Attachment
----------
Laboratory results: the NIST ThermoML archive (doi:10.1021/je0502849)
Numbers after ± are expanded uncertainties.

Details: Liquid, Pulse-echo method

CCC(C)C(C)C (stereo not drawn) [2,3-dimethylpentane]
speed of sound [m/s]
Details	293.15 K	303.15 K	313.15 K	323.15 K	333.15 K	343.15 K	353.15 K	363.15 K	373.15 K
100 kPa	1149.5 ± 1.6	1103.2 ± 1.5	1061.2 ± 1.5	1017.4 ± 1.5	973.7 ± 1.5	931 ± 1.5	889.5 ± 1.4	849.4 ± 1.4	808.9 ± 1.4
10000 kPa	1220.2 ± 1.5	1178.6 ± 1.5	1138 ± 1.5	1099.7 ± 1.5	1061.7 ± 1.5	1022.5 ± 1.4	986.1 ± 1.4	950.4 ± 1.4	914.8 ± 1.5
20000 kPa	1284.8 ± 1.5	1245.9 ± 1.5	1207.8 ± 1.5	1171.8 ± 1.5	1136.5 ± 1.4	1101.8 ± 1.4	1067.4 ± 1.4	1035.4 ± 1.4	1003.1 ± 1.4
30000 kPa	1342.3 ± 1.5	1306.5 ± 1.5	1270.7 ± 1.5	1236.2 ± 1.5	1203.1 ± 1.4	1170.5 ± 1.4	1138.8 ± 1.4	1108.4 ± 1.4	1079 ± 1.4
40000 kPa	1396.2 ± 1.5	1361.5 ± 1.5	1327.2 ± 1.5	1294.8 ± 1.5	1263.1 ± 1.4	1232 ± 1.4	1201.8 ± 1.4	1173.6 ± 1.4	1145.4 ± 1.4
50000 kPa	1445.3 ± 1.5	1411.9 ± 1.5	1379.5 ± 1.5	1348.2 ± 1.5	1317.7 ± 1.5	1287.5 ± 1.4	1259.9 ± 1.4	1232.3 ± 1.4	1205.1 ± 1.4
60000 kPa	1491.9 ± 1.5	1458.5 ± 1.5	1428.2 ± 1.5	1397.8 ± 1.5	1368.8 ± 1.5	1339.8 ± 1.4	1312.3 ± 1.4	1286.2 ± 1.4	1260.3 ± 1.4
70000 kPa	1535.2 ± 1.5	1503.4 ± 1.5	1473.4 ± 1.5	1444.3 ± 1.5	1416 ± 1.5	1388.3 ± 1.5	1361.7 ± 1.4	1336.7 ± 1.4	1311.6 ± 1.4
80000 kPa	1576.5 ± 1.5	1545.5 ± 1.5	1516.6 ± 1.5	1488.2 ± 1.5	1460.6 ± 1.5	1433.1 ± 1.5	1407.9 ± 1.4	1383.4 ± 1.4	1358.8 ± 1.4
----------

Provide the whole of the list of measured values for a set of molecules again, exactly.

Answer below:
Laboratory results: the NIST ThermoML archive (doi:10.1021/je0502849)
Numbers after ± are expanded uncertainties.

Details: Liquid, Pulse-echo method

CCC(C)C(C)C (stereo not drawn) [2,3-dimethylpentane]
speed of sound [m/s]
Details	293.15 K	303.15 K	313.15 K	323.15 K	333.15 K	343.15 K	353.15 K	363.15 K	373.15 K
100 kPa	1149.5 ± 1.6	1103.2 ± 1.5	1061.2 ± 1.5	1017.4 ± 1.5	973.7 ± 1.5	931 ± 1.5	889.5 ± 1.4	849.4 ± 1.4	808.9 ± 1.4
10000 kPa	1220.2 ± 1.5	1178.6 ± 1.5	1138 ± 1.5	1099.7 ± 1.5	1061.7 ± 1.5	1022.5 ± 1.4	986.1 ± 1.4	950.4 ± 1.4	914.8 ± 1.5
20000 kPa	1284.8 ± 1.5	1245.9 ± 1.5	1207.8 ± 1.5	1171.8 ± 1.5	1136.5 ± 1.4	1101.8 ± 1.4	1067.4 ± 1.4	1035.4 ± 1.4	1003.1 ± 1.4
30000 kPa	1342.3 ± 1.5	1306.5 ± 1.5	1270.7 ± 1.5	1236.2 ± 1.5	1203.1 ± 1.4	1170.5 ± 1.4	1138.8 ± 1.4	1108.4 ± 1.4	1079 ± 1.4
40000 kPa	1396.2 ± 1.5	1361.5 ± 1.5	1327.2 ± 1.5	1294.8 ± 1.5	1263.1 ± 1.4	1232 ± 1.4	1201.8 ± 1.4	1173.6 ± 1.4	1145.4 ± 1.4
50000 kPa	1445.3 ± 1.5	1411.9 ± 1.5	1379.5 ± 1.5	1348.2 ± 1.5	1317.7 ± 1.5	1287.5 ± 1.4	1259.9 ± 1.4	1232.3 ± 1.4	1205.1 ± 1.4
60000 kPa	1491.9 ± 1.5	1458.5 ± 1.5	1428.2 ± 1.5	1397.8 ± 1.5	1368.8 ± 1.5	1339.8 ± 1.4	1312.3 ± 1.4	1286.2 ± 1.4	1260.3 ± 1.4
70000 kPa	1535.2 ± 1.5	1503.4 ± 1.5	1473.4 ± 1.5	1444.3 ± 1.5	1416 ± 1.5	1388.3 ± 1.5	1361.7 ± 1.4	1336.7 ± 1.4	1311.6 ± 1.4
80000 kPa	1576.5 ± 1.5	1545.5 ± 1.5	1516.6 ± 1.5	1488.2 ± 1.5	1460.6 ± 1.5	1433.1 ± 1.5	1407.9 ± 1.4	1383.4 ± 1.4	1358.8 ± 1.4